Nap Nanny RecallGovernment safety regulators are reaching out to parents and caregivers to alert them about the Nap Nanny a product that was recalled and discontinued after more than 92 incidents and at least five deaths.

According to a news report in The Daily Record, an 8-month-old baby in Hopatcong, New Jersey, died as recently as March 16 as a result of this defective product.

The baby had been put to bed on the Nap Nanny in a crib. When the parents checked on the child in the morning, the baby had died.

Defective Design Could Prove Fatal

The infant had been secured by a belt and was found partially hanging over the side of a Nap Nanny recliner, trapped between the product and a crib bumper.

Nap Nanny, manufactured by Pennsylvania-based Baby Matters, recalled all models of the infant recliners and covers as part of the settlement of an administrative case filed by the U.S. Consumer Product Safety Commission (CPSC) in December 2012.

The CPSC sought a mandatory recall of the Nap Nanny products. The agency has repeatedly urged consumers to immediately stop using these recliners.

About 165,000 of the Nap Nanny and Chill products were sold between 2009 and 2012 for about $130 and all products were taken off the shelves of major retail stores such as Toys R Us or Babies R Us.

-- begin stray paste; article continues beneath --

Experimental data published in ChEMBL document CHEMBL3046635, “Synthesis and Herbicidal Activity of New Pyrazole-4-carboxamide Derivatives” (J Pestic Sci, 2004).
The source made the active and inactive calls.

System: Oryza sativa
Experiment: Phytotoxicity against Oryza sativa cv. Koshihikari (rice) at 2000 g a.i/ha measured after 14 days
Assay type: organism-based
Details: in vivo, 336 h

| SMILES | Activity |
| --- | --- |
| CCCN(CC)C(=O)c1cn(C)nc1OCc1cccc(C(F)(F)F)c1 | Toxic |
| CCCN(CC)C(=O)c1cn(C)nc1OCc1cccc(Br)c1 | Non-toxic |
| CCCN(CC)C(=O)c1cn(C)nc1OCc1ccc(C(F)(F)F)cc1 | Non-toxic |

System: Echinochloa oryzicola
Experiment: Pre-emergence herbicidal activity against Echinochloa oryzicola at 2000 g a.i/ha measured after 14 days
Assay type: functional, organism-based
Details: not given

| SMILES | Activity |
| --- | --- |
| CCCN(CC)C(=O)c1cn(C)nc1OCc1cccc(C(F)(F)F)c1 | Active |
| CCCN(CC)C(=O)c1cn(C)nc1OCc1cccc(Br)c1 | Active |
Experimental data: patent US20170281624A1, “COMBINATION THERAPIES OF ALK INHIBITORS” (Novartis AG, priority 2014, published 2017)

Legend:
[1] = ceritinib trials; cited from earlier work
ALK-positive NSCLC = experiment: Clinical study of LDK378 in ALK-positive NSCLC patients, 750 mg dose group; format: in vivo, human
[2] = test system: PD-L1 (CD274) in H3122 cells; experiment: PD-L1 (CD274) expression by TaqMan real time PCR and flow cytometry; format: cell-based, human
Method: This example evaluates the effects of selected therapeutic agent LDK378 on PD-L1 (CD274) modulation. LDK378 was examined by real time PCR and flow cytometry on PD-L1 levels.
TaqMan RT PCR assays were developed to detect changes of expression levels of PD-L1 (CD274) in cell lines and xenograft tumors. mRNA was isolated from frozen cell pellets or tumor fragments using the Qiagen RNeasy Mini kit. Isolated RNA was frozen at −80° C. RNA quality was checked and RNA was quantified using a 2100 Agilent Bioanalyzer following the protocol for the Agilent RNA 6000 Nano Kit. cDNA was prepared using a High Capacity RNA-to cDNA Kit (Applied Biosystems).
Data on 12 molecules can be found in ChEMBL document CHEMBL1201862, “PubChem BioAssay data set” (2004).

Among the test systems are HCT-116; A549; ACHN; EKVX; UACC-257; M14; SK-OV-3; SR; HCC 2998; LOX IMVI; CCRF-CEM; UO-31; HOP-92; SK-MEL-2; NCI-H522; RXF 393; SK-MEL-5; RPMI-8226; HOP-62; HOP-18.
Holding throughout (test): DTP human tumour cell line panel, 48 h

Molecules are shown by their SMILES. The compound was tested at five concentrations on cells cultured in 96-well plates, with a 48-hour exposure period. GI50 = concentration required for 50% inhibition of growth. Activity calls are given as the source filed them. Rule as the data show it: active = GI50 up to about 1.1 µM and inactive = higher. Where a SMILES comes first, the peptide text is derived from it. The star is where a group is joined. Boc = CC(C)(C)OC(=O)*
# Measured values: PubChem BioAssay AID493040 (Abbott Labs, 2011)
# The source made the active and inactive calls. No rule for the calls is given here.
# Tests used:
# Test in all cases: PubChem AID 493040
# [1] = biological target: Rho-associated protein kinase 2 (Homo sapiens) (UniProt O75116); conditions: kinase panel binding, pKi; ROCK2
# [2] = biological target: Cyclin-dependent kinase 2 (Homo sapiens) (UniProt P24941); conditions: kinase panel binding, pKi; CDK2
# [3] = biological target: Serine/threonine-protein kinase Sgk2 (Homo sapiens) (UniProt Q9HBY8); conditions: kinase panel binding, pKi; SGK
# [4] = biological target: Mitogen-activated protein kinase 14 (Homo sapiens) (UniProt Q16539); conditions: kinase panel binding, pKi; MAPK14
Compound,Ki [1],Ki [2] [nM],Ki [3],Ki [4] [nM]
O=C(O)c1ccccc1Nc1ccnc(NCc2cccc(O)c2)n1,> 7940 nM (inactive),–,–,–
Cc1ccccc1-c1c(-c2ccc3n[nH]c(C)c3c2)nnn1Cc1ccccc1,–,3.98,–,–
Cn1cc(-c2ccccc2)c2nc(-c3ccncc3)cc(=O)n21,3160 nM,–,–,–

Although consumers can obtain refunds from the retailers, the company is not offering refunds because it is defunct.

Protecting your Child From Defective Products

According to the article, five of the six deaths occurred in a Nap Nanny recliner placed in a crib with a crib bumper where the caregiver thought the child would be safe.

But problems occurred when a baby partly fell or hung over the side of Nap Nanny, getting trapped between the recliner and crib bumpers. In some cases, the babies suffocated on the inside of the recliner.

There are several steps parents and caregivers can take to protect children from dangerous and defective products:

  • Research products before you buy them – whether it is online, in a retail outlet or in a garage sale.
  • Be wary of hand-me-down items. Check the CPSC’s web site before you use any children’s products.
  • If a product you are using for your child has been recently recalled, stop using it immediately.

If your child has been injured as the result of a defective product, please contact an experienced product defect recall lawyer to obtain more information about your legal rights and options.